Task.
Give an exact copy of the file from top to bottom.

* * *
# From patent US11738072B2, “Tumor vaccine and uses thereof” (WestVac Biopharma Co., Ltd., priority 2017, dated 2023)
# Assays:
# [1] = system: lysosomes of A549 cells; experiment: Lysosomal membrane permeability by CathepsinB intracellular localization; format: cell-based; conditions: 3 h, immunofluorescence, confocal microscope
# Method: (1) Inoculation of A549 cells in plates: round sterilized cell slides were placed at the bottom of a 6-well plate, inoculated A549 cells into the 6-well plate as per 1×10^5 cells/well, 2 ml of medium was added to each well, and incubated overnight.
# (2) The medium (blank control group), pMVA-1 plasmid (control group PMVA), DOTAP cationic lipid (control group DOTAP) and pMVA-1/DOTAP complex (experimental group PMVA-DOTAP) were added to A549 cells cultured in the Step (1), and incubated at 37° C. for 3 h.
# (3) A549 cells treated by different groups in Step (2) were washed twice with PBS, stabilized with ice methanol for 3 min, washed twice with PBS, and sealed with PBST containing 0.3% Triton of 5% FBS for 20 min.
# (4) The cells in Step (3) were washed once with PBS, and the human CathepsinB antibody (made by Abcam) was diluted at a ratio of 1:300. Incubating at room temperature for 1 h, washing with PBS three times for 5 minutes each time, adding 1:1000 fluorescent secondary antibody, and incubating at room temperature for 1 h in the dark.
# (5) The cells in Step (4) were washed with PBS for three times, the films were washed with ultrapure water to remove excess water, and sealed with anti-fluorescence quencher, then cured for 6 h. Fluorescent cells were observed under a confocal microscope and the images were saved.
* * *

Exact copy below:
# From patent US11738072B2, “Tumor vaccine and uses thereof” (WestVac Biopharma Co., Ltd., priority 2017, dated 2023)
# Assays:
# [1] = system: lysosomes of A549 cells; experiment: Lysosomal membrane permeability by CathepsinB intracellular localization; format: cell-based; conditions: 3 h, immunofluorescence, confocal microscope
# Method: (1) Inoculation of A549 cells in plates: round sterilized cell slides were placed at the bottom of a 6-well plate, inoculated A549 cells into the 6-well plate as per 1×10^5 cells/well, 2 ml of medium was added to each well, and incubated overnight.
# (2) The medium (blank control group), pMVA-1 plasmid (control group PMVA), DOTAP cationic lipid (control group DOTAP) and pMVA-1/DOTAP complex (experimental group PMVA-DOTAP) were added to A549 cells cultured in the Step (1), and incubated at 37° C. for 3 h.
# (3) A549 cells treated by different groups in Step (2) were washed twice with PBS, stabilized with ice methanol for 3 min, washed twice with PBS, and sealed with PBST containing 0.3% Triton of 5% FBS for 20 min.
# (4) The cells in Step (3) were washed once with PBS, and the human CathepsinB antibody (made by Abcam) was diluted at a ratio of 1:300. Incubating at room temperature for 1 h, washing with PBS three times for 5 minutes each time, adding 1:1000 fluorescent secondary antibody, and incubating at room temperature for 1 h in the dark.
# (5) The cells in Step (4) were washed with PBS for three times, the films were washed with ultrapure water to remove excess water, and sealed with anti-fluorescence quencher, then cured for 6 h. Fluorescent cells were observed under a confocal microscope and the images were saved.